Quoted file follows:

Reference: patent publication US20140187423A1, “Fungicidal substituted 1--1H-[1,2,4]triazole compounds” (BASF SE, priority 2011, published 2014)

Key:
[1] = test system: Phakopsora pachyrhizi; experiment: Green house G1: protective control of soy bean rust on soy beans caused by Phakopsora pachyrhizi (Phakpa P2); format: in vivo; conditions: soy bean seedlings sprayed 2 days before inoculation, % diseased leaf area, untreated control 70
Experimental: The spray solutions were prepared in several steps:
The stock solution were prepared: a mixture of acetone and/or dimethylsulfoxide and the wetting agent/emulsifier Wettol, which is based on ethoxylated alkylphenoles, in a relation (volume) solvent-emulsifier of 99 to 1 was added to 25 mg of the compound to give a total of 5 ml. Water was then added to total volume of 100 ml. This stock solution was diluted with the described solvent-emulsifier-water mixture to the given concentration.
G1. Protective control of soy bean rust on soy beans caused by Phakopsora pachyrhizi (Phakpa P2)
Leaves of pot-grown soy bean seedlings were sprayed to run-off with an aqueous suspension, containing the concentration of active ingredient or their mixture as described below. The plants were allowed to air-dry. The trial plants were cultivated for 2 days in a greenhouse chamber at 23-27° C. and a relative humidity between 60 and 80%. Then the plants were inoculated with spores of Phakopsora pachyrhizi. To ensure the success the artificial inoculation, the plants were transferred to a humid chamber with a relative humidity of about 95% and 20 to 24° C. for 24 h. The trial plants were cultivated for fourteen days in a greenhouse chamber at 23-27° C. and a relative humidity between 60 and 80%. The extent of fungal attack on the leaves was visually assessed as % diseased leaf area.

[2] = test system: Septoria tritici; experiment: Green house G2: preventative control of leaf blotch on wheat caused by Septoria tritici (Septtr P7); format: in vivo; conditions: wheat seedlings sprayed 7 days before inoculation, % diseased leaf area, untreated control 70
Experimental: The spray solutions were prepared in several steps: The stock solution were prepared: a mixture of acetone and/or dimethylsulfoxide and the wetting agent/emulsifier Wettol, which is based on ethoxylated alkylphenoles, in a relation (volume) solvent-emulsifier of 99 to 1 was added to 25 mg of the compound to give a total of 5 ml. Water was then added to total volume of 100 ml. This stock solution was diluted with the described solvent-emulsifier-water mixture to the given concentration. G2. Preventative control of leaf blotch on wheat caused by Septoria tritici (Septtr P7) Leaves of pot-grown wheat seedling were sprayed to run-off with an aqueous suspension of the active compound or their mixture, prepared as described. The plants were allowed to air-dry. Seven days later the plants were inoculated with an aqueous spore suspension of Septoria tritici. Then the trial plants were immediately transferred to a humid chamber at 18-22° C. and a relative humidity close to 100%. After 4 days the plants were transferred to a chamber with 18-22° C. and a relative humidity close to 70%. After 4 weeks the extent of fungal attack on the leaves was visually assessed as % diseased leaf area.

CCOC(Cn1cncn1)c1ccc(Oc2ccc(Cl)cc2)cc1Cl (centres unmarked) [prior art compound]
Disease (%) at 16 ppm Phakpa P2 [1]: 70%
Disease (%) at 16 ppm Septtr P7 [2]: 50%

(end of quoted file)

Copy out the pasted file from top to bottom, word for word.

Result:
Reference: patent publication US20140187423A1, “Fungicidal substituted 1--1H-[1,2,4]triazole compounds” (BASF SE, priority 2011, published 2014)

Key:
[1] = test system: Phakopsora pachyrhizi; experiment: Green house G1: protective control of soy bean rust on soy beans caused by Phakopsora pachyrhizi (Phakpa P2); format: in vivo; conditions: soy bean seedlings sprayed 2 days before inoculation, % diseased leaf area, untreated control 70
Experimental: The spray solutions were prepared in several steps:
The stock solution were prepared: a mixture of acetone and/or dimethylsulfoxide and the wetting agent/emulsifier Wettol, which is based on ethoxylated alkylphenoles, in a relation (volume) solvent-emulsifier of 99 to 1 was added to 25 mg of the compound to give a total of 5 ml. Water was then added to total volume of 100 ml. This stock solution was diluted with the described solvent-emulsifier-water mixture to the given concentration.
G1. Protective control of soy bean rust on soy beans caused by Phakopsora pachyrhizi (Phakpa P2)
Leaves of pot-grown soy bean seedlings were sprayed to run-off with an aqueous suspension, containing the concentration of active ingredient or their mixture as described below. The plants were allowed to air-dry. The trial plants were cultivated for 2 days in a greenhouse chamber at 23-27° C. and a relative humidity between 60 and 80%. Then the plants were inoculated with spores of Phakopsora pachyrhizi. To ensure the success the artificial inoculation, the plants were transferred to a humid chamber with a relative humidity of about 95% and 20 to 24° C. for 24 h. The trial plants were cultivated for fourteen days in a greenhouse chamber at 23-27° C. and a relative humidity between 60 and 80%. The extent of fungal attack on the leaves was visually assessed as % diseased leaf area.

[2] = test system: Septoria tritici; experiment: Green house G2: preventative control of leaf blotch on wheat caused by Septoria tritici (Septtr P7); format: in vivo; conditions: wheat seedlings sprayed 7 days before inoculation, % diseased leaf area, untreated control 70
Experimental: The spray solutions were prepared in several steps: The stock solution were prepared: a mixture of acetone and/or dimethylsulfoxide and the wetting agent/emulsifier Wettol, which is based on ethoxylated alkylphenoles, in a relation (volume) solvent-emulsifier of 99 to 1 was added to 25 mg of the compound to give a total of 5 ml. Water was then added to total volume of 100 ml. This stock solution was diluted with the described solvent-emulsifier-water mixture to the given concentration. G2. Preventative control of leaf blotch on wheat caused by Septoria tritici (Septtr P7) Leaves of pot-grown wheat seedling were sprayed to run-off with an aqueous suspension of the active compound or their mixture, prepared as described. The plants were allowed to air-dry. Seven days later the plants were inoculated with an aqueous spore suspension of Septoria tritici. Then the trial plants were immediately transferred to a humid chamber at 18-22° C. and a relative humidity close to 100%. After 4 days the plants were transferred to a chamber with 18-22° C. and a relative humidity close to 70%. After 4 weeks the extent of fungal attack on the leaves was visually assessed as % diseased leaf area.

CCOC(Cn1cncn1)c1ccc(Oc2ccc(Cl)cc2)cc1Cl (centres unmarked) [prior art compound]
Disease (%) at 16 ppm Phakpa P2 [1]: 70%
Disease (%) at 16 ppm Septtr P7 [2]: 50%